Recollections Six


Recollections Six is an interactive video installation that invites the participant to move in front of a large video projection screen. As the person moves, their image is recorded by a video camera and passed on to a computer with special image processing capabilities. The person’s silhouette or outline is extracted, assigned a color based on the instant that it was recorded, and projected onto the screen.  Over time the images build up, creating a painting based on the movement. Simultaneously the colors are “rotated”, creating an animation in “real-time”. Two hundred fifty-six colors can be displayed on the screen at one time, from a palette of over 16 million. The palette and effects change in a pre-programmed sequence, repeating approximately every five minutes. Since people are always doing new things with the exhibit, the images never repeat. Each installation is unique. New software is constantly being developed and incorporated into new works.

To date, there have been over 100 Recollections systems installed worldwide. Recollections is an Artwork completed by the viewer; it is a collaboration.  Even the most inhibited people seem to rise to the occasion and create beautiful images. Using it is an unforgettable experience for many, with educational benefits in the areas of color, form, movement, and computer graphics.

In the beginning, when Recollections was first developed under the Artist in Residence program at the Exploratorium in San Francisco, it was unique. The year was 1981. Computers were just becoming “personal”, and video was analog, not digital. To realize the concept, I needed to design and build some unique hardware consisting of a 4-bit frame buffer interfaced with an Apple II computer. The resolution was 256×240 with 16 colors on-screen at a time. My color palette was 4096 colors. The work was an immediate success, and many systems were installed in other museums. Since then, I have continued to improve the Recollections system, in part due to the inevitable obsolescence of the technologies I use. The hardware migrated to special boards I designed and installed into PCs.  At best, the displayable resolution of Recollections II and III was 512×240 with 256 colors at a time.

A couple of years ago I started using progressive scan firewire cameras and standard video cards on PCs, which allowed me to create new effects at a resolution of 640×480 in Recollection IV. This also allowed the use of modern video projectors instead of the three gun monsters of the past. I progressed to XGA, then 720P, and now full high-definition video cameras are available with uncompressed input to computers, and computers are fast enough to process their data in real-time. Recollections Six has full HD resolution (1920×1080) from the camera through to the projector. The processed frame rate remains at 30fps, so the movements are fluid. Setup is easier than ever with the new system, with special setup and diagnostic modes built into the software. The computer will boot up from a circuit breaker power-up and be turned off the same way. It is a Linux-based system so it is robust and completely turn-key. The software is on a flash memory stick or SSD so there is no hard disk or floppy to crash.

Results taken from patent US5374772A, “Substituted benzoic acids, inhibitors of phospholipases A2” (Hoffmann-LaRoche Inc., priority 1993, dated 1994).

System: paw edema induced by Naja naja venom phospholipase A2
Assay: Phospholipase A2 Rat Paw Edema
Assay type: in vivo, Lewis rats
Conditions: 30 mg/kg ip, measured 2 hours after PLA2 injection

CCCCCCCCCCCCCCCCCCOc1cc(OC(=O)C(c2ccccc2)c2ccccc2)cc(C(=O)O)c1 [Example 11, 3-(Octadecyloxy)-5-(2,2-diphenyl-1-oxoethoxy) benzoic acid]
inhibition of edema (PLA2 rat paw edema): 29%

I continue to offer upgrades to my existing customers at reasonable costs to present to the public my latest and best work. Please feel free to contact me for more information.

Space Requirements: Recollections Six is installed in two basic ways; utilizing either front projection or rear projection. Both need a darkened space, but with the front projection system, it is especially critical. The front projection system is 16 feet wide by 16 feet deep.  Video walls with 4 or 9 screens also work, as well as one large LCD monitor.  Larger sizes and multi-screen, multi-effect versions are also available for large venues.


  • Proprietary hardware, software, camera, camera mount with light source, cables, consulting
  • LCD or DLP Video Projector
  • Projection Screen 6′ x 10′ 8″ (nominal) 16×9 format (can be painted with screen paint, and can be larger)
  • Optionally hard Rear-Projection Screen
  • Retro-Reflective Screen 8’x16′
  • Casing (front projection version)